Bacteria Boost Vaccine Effectiveness | The Scientist Magazine® | Virology News | Scoop.it
Researchers are looking to microbes to improve immune responses to a wide range of vaccines.
Ed Rybicki's insight:

Adjuvants rule, OK?!

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Creation of a cardiotropic adeno-associated virus: the story of viral directed evolution

Creation of a cardiotropic adeno-associated virus: the story of viral directed evolution | Virology News | Scoop.it

Adeno-associated virus (AAV) is an important vector system for human gene therapy. Although use of AAV serotypes can result in efficient myocardial gene transfer, improvements in the transduction efficiency and specificity are still required.  As a method for artificial modification and selection of gene function, directed evolution has been used for diverse applications in genetic engineering of enzymes and proteins. Since 2000, pioneering work has been performed on directed evolution of viral vectors. We further attempted to evolve the AAV using DNA shuffling and in vivo biopanning in a mouse model. An AAVM41 mutant was characterized, which was found to have improved transduction efficiency and specificity in myocardium, an attribute unknown for any natural AAV serotypes. This review focuses on the development of AAV vector for cardiac gene transfer, the history of directed evolution of viral vectors, and our creation of a cardiotropic AAV, which might have implications for the future design and application of viral vectors.

Ed Rybicki's insight:

A VERY interesting paper from the viewpoint of directed evolution of viruses AND from the standpoint of gene therapy.  Putting viruses to use!!

 

Adeno-associated virus particle courtesy of Russell Kightley Media

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PLOS ONE: Tobacco Mosaic Virus in the Lungs of Mice following Intra-Tracheal Inoculation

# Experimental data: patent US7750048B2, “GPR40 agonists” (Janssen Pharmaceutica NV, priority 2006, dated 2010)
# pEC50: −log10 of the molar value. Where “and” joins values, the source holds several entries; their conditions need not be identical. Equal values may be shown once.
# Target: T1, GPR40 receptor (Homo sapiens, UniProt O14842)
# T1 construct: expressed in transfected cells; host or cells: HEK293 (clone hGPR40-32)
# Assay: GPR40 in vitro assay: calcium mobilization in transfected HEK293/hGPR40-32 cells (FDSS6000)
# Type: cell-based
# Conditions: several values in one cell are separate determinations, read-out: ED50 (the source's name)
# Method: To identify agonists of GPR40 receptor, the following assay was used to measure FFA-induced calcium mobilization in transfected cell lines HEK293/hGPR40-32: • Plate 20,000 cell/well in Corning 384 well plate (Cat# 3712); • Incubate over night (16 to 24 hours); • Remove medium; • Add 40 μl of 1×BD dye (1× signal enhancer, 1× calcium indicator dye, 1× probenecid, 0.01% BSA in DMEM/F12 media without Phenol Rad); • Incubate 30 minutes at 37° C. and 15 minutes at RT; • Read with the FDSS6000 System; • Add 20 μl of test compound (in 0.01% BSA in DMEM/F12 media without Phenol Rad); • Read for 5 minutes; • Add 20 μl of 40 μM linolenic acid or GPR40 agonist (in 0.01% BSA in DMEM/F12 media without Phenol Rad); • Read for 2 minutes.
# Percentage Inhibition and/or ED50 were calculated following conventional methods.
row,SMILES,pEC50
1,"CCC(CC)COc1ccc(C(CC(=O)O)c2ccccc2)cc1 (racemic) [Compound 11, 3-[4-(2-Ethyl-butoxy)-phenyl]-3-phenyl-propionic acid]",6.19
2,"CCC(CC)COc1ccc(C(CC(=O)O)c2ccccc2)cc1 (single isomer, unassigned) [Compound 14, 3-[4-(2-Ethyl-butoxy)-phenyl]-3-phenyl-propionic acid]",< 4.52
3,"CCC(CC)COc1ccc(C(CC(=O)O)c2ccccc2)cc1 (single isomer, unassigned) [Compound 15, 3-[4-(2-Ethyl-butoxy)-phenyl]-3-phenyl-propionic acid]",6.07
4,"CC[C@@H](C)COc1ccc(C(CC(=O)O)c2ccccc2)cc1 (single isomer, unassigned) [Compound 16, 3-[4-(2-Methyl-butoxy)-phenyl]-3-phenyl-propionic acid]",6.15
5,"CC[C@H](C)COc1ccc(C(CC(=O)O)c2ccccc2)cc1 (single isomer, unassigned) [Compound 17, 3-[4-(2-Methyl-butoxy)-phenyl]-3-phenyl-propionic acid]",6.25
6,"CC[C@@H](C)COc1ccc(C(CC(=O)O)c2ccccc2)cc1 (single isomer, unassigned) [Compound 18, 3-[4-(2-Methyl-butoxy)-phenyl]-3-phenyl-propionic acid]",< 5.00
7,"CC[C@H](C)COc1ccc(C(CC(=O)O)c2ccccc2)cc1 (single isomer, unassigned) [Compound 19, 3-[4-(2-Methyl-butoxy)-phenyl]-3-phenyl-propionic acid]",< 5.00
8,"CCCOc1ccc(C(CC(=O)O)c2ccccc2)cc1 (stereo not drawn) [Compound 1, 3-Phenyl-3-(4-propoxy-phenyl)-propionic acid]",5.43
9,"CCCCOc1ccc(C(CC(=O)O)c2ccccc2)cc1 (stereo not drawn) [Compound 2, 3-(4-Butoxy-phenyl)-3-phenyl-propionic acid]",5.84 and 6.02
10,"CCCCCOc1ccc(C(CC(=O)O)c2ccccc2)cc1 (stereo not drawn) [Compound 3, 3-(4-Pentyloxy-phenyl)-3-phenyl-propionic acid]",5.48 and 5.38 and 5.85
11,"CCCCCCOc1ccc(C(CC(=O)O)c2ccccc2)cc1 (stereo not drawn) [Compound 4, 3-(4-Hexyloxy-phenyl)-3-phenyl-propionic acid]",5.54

PLOS ONE: Tobacco Mosaic Virus in the Lungs of Mice following Intra-Tracheal Inoculation | Virology News | Scoop.it
See on Scoop.it - Virology News "Plant viruses are generally considered incapable of infecting vertebrates. Accordingly, they are not considered harmful for humans. However, a few studies questione...
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I am sure this article is going to get a LOT of attention - and for all the wrong reasons.  Here I comment on what I think.

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Pro-Vaccine Communication: You’re Doing it Wrong

Pro-Vaccine Communication: You’re Doing it Wrong | Virology News | Scoop.it

A particular drum I like to beat, is about science communicators learning how to use images effectively. Give your blog post illustration some thought. Don't just stick any old candied cherry on the top of your post: make sure it’s the rightmaraschino cherry. Then add sprinkles.

 
Ed Rybicki's insight:

SO true - I recall making my brother pass out during some vaccination or other at a hospital in Zambia, by showing him a Punch magazine cartoon of a large nurse with a huge needle, about to prong a very small boy.  My mother was NOT pleased.

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PLOS Pathogens: Isolation of a Novel Swine Influenza Virus from Oklahoma in 2011 Which Is Distantly Related to Human Influenza C Viruses

PLOS Pathogens: Isolation of a Novel Swine Influenza Virus from Oklahoma in 2011 Which Is Distantly Related to Human Influenza C Viruses | Virology News | Scoop.it